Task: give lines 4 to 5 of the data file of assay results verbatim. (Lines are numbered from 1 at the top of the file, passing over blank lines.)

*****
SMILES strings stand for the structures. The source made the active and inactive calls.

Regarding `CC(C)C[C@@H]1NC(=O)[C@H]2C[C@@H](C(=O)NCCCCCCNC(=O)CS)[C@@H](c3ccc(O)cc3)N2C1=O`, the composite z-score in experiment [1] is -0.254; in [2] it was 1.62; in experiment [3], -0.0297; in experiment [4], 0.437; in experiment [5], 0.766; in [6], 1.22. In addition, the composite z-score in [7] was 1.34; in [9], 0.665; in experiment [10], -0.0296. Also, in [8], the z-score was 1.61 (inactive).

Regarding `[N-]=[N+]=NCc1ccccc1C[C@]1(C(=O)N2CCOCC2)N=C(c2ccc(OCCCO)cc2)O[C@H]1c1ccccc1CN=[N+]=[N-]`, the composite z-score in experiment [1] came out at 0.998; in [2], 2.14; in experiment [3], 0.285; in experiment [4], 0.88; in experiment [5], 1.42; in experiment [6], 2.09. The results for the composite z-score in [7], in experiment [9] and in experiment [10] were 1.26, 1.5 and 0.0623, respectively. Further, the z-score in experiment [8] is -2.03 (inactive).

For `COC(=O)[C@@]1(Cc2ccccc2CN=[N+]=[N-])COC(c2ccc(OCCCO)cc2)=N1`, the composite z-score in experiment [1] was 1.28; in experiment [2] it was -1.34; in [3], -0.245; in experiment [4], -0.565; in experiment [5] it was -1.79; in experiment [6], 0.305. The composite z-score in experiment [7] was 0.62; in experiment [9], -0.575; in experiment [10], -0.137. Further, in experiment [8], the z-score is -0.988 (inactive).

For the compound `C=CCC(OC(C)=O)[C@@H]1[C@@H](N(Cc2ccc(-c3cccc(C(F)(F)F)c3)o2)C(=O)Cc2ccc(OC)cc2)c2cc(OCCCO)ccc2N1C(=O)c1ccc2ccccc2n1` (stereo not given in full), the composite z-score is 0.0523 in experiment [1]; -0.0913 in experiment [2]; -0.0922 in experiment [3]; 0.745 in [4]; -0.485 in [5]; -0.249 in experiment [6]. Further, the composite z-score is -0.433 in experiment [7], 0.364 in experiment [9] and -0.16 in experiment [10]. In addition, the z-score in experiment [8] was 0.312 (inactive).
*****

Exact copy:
For `COC(=O)[C@@]1(Cc2ccccc2CN=[N+]=[N-])COC(c2ccc(OCCCO)cc2)=N1`, the composite z-score in experiment [1] was 1.28; in experiment [2] it was -1.34; in [3], -0.245; in experiment [4], -0.565; in experiment [5] it was -1.79; in experiment [6], 0.305. The composite z-score in experiment [7] was 0.62; in experiment [9], -0.575; in experiment [10], -0.137. Further, in experiment [8], the z-score is -0.988 (inactive).

For the compound `C=CCC(OC(C)=O)[C@@H]1[C@@H](N(Cc2ccc(-c3cccc(C(F)(F)F)c3)o2)C(=O)Cc2ccc(OC)cc2)c2cc(OCCCO)ccc2N1C(=O)c1ccc2ccccc2n1` (stereo not given in full), the composite z-score is 0.0523 in experiment [1]; -0.0913 in experiment [2]; -0.0922 in experiment [3]; 0.745 in [4]; -0.485 in [5]; -0.249 in experiment [6]. Further, the composite z-score is -0.433 in experiment [7], 0.364 in experiment [9] and -0.16 in experiment [10]. In addition, the z-score in experiment [8] was 0.312 (inactive).